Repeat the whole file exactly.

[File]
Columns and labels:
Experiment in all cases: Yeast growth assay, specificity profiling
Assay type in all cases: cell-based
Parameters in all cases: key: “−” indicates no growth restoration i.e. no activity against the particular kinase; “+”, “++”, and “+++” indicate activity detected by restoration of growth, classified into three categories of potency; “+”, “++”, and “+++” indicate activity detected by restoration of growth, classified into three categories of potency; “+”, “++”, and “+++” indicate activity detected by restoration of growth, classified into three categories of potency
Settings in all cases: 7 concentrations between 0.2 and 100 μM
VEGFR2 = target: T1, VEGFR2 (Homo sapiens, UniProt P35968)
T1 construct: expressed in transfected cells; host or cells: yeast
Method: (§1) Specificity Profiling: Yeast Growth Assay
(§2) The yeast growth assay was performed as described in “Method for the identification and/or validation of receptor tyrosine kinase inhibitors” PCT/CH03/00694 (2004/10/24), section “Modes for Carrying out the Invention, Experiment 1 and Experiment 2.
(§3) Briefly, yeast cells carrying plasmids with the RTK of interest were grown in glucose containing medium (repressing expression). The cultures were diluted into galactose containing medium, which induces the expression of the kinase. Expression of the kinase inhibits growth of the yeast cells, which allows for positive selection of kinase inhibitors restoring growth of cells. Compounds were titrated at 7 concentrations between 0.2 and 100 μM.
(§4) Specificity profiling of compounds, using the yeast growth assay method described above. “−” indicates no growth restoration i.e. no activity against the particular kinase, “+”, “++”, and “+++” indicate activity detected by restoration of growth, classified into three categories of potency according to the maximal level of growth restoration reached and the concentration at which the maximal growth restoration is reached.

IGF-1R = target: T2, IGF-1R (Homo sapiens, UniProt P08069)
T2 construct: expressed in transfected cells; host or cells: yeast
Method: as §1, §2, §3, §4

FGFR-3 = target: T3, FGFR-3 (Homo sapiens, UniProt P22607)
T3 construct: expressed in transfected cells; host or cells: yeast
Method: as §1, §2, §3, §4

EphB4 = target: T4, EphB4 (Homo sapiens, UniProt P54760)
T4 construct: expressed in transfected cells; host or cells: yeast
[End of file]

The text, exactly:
Columns and labels:
Experiment in all cases: Yeast growth assay, specificity profiling
Assay type in all cases: cell-based
Parameters in all cases: key: “−” indicates no growth restoration i.e. no activity against the particular kinase; “+”, “++”, and “+++” indicate activity detected by restoration of growth, classified into three categories of potency; “+”, “++”, and “+++” indicate activity detected by restoration of growth, classified into three categories of potency; “+”, “++”, and “+++” indicate activity detected by restoration of growth, classified into three categories of potency
Settings in all cases: 7 concentrations between 0.2 and 100 μM
VEGFR2 = target: T1, VEGFR2 (Homo sapiens, UniProt P35968)
T1 construct: expressed in transfected cells; host or cells: yeast
Method: (§1) Specificity Profiling: Yeast Growth Assay
(§2) The yeast growth assay was performed as described in “Method for the identification and/or validation of receptor tyrosine kinase inhibitors” PCT/CH03/00694 (2004/10/24), section “Modes for Carrying out the Invention, Experiment 1 and Experiment 2.
(§3) Briefly, yeast cells carrying plasmids with the RTK of interest were grown in glucose containing medium (repressing expression). The cultures were diluted into galactose containing medium, which induces the expression of the kinase. Expression of the kinase inhibits growth of the yeast cells, which allows for positive selection of kinase inhibitors restoring growth of cells. Compounds were titrated at 7 concentrations between 0.2 and 100 μM.
(§4) Specificity profiling of compounds, using the yeast growth assay method described above. “−” indicates no growth restoration i.e. no activity against the particular kinase, “+”, “++”, and “+++” indicate activity detected by restoration of growth, classified into three categories of potency according to the maximal level of growth restoration reached and the concentration at which the maximal growth restoration is reached.

IGF-1R = target: T2, IGF-1R (Homo sapiens, UniProt P08069)
T2 construct: expressed in transfected cells; host or cells: yeast
Method: as §1, §2, §3, §4

FGFR-3 = target: T3, FGFR-3 (Homo sapiens, UniProt P22607)
T3 construct: expressed in transfected cells; host or cells: yeast
Method: as §1, §2, §3, §4

EphB4 = target: T4, EphB4 (Homo sapiens, UniProt P54760)
T4 construct: expressed in transfected cells; host or cells: yeast